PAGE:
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Haveli Hopping in Shekhawati
Rajasthan, India

Sentinels to land of forgotten havelis 

stretch their hands up to invite the the reluctant rains.

Restless, sleepless, eager to get into my new car, eager to get away from the city, I started in the middle of the night. By dawn, I was crossing villages I’ve never seen before. The landscape was changing.

Soon it felt like a dream as dark clouds loomed swift and low. On either side of the road there were trees with no leaves, dry and dark, with their hands reaching up as if they were dancing. Lithium sunlight was shining through patches in the clouds. 


I stopped the car and got out. There was no one around, just these trees and dark clouds. Am I dreaming? hallucinating? I wondered, or is it the sudden change in the weather

It could be the place at this time, in this weather, or the state of my mind and body, or all of them, I can't tell. But I can tell you this, it was ethereal!

The Sentinels of Shekhawati

rajasthan travel photography

I never saw these trees before, not in this dancing pose at least. A shepherd later told me it is called 'jhand' in Marwari and that the sheep love its leaves. Much later I learnt from Wikipedia that this is the Khejri tree, naïve me! But wait, that naivety is the reason I was in a dream like state, in awe. Knowing everything takes away all the fun, that's a buzz kill, don't you think?

The Havelis of Shekhawati


Havelis are private mansions and the word came from Arabic hawali  meaning private space. Havelis of other places in Rajasthan (like the fantastic 'Patwaon ki Haveli' for instance) are more opulent and understandably more famous. Here in Shekhawati, they are locked and forgotten by their owners, most of them.

People of Baniya caste (who own these havelis - there are dozens of them) are too upwardly mobile, too practical and too smart to cling on to their roots in Shekhawati and ignore their future prosperity. The younger generations of people who lived here moved to greener fields for business...Mumbai, Kolkata wherever they saw their future and their destiny while the earlier generations faded. 

It is easy to understand why people leave this place, as you drive around, agriculture is sparse, other than the Baniyas themselves people are poor, economy is weak, there's nothing much to do around here. But if are wondering why these people settled in here in the first place, you can read the history here:

Courtyards, Columns

A few havelis are used as they are meant to be as residences - they are not open to visitors, a couple of them were turned into museums (Poddar is well known, Nadine Le Prince, Morarka haveli) - you can pay and visit these, some have a caretaker, - opened on request, some were simply locked with no one around and as for the rest, the cows and buffaloes living there can tell you more. 

Nadine Le Prince in Fatehpur was bought by a French national, restored and turned into a hotel - it has a museum too.

Each haveli will have a large, strong, imposing, main door with place for people to sit outside and wait or just rest. These havelis belong to rich merchants so they will let in only those they trust - those were the days of cash and gold, the wealth the merchant owns may be found somewhere in the haveli itself.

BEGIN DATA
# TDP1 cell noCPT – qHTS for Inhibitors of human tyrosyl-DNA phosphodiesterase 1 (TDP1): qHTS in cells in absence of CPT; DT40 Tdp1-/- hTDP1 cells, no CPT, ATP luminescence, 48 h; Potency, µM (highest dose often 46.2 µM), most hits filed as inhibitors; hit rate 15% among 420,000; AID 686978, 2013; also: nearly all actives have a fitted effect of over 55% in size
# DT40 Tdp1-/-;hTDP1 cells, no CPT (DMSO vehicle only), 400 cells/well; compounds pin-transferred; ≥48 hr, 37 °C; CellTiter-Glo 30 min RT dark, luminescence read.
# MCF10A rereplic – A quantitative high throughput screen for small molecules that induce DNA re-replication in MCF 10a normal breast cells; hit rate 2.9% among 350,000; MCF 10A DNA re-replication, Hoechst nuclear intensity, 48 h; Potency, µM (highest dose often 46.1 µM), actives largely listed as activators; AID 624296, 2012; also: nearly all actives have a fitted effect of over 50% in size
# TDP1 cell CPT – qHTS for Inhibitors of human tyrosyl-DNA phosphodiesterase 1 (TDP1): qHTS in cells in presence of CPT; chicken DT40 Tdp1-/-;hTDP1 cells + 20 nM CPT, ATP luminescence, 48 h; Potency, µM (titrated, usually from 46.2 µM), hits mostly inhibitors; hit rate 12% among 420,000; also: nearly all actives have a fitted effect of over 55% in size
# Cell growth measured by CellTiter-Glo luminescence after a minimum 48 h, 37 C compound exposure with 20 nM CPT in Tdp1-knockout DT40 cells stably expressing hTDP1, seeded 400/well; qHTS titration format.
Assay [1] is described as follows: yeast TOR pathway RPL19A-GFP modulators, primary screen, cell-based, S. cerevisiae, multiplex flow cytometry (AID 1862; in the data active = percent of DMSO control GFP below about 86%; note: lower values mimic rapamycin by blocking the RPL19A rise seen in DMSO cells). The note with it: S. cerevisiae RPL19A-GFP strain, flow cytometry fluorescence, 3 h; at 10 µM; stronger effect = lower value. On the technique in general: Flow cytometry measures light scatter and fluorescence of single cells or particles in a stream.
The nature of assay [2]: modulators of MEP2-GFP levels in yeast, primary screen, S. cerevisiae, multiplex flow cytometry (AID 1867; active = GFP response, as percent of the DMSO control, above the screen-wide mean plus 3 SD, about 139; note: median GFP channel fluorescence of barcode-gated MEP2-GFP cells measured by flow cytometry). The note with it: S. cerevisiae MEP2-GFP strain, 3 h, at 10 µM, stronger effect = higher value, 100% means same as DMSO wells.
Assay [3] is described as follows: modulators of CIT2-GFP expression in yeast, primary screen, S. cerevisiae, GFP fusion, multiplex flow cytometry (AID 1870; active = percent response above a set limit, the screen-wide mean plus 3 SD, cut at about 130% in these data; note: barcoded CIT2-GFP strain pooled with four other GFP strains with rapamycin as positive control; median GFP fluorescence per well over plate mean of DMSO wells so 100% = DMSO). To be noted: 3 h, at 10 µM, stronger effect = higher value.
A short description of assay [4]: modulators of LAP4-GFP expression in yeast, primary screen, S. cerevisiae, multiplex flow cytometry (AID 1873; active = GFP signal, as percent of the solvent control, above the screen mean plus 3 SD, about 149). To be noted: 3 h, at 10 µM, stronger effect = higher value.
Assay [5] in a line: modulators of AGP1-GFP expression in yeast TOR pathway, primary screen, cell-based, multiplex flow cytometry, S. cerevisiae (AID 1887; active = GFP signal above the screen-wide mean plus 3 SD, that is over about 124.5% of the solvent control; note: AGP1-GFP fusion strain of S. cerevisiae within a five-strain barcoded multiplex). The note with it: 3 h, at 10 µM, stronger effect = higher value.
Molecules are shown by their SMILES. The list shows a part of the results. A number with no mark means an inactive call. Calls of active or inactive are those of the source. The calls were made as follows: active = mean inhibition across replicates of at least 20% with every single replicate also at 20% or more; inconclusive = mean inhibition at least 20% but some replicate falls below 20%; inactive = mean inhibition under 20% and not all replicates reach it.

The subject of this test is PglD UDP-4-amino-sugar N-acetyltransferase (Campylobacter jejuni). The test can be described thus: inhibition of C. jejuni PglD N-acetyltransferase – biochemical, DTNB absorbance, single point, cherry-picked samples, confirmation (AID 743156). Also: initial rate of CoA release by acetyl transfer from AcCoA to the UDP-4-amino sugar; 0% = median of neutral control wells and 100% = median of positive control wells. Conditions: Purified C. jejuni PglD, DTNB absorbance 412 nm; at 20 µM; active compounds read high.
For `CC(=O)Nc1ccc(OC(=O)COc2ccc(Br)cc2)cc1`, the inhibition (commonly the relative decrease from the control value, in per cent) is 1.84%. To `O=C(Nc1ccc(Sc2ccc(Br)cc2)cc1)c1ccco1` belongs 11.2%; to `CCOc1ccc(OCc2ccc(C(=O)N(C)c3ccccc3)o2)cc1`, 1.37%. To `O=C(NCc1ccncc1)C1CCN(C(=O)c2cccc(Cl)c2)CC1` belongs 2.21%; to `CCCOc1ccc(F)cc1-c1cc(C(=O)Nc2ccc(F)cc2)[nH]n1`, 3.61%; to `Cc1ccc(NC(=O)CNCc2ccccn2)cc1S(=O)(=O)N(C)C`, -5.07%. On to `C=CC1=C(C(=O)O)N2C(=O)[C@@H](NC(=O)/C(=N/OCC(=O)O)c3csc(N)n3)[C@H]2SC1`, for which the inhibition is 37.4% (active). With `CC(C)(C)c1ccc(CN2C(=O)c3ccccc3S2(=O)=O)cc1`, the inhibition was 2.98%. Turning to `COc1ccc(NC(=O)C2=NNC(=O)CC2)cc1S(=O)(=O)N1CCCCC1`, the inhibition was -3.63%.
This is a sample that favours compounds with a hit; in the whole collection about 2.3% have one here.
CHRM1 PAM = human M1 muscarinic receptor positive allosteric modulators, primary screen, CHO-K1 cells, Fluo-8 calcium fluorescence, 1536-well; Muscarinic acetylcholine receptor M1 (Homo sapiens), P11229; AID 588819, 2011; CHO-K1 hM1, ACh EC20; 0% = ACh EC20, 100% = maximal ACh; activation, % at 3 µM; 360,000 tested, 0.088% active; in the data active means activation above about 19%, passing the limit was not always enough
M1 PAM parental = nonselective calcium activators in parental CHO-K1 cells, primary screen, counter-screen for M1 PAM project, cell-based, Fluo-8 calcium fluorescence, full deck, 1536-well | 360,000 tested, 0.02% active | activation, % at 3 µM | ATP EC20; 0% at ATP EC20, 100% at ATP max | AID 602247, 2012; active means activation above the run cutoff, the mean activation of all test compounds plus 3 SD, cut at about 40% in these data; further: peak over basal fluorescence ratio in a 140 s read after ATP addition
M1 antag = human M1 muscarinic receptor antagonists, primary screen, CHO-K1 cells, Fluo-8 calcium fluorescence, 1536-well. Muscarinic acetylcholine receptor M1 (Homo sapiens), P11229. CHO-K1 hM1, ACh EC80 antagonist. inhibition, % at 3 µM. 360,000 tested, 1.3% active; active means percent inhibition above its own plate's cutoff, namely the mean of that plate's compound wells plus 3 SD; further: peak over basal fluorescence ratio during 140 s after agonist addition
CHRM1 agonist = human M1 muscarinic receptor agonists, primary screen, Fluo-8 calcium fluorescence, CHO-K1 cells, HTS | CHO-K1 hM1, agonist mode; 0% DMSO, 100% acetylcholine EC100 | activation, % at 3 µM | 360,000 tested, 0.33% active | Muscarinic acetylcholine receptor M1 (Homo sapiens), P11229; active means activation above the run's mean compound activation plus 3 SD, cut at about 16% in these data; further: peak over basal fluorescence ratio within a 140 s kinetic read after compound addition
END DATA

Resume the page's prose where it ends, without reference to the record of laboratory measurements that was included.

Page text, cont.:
When you are in, you enter a court yard with open sky that provides ventilation and is the central hangout area for the family consisting of several families of each generation descending from a patriarch. They work as a team to sustain their business and recruit people from outside the family only if necessary. They don't trust outsiders with important parts of the business.

Around the courtyard there will be serval private rooms for each family within the family, a kitchen, a staircase leading to the floors above which have a similar pattern.


Frescos of mythological stories, gods, lazy kings, pretty queens, self conscious gents, pretentious ladies, pompous fiefs, just about anyone (English, Indian, doesn't matter) or anything that caught the imagination of the artist and the of course the sponsor.


No place in the building is off limits, there are frescos on the walls, floors, ceilings, wherever there's plaster, there are frescoes. These people were allergic to emptiness it appears - they made sure there were havelis full of people (their own family members), coffers full of cash and walls, ceilings and floors full of frescoes. This is the contrast they craved to compensate for the emptiness outside, empty barren fields and desert.


Doors are the face of any place, I would like to think, they may let you through (or not) but can be works of art and have a story to tell always - even the simplest most boring doors. 

In Shekhawati (as in other places) the doors are the single most expensive architectural element - it is the pride of the family. Intricately carved wood or metal but always beautiful and inviting or flaunting (depending on who you are), they are the things to watch and appreciate.

In places where restoration work happened, you can see that they are mounted incorrectly, slanting to a side, by some chimp. That's why I hate restoration of anything ancient, it never seems to work.

Morarka Haveli, Nawalgarh, Rajasthan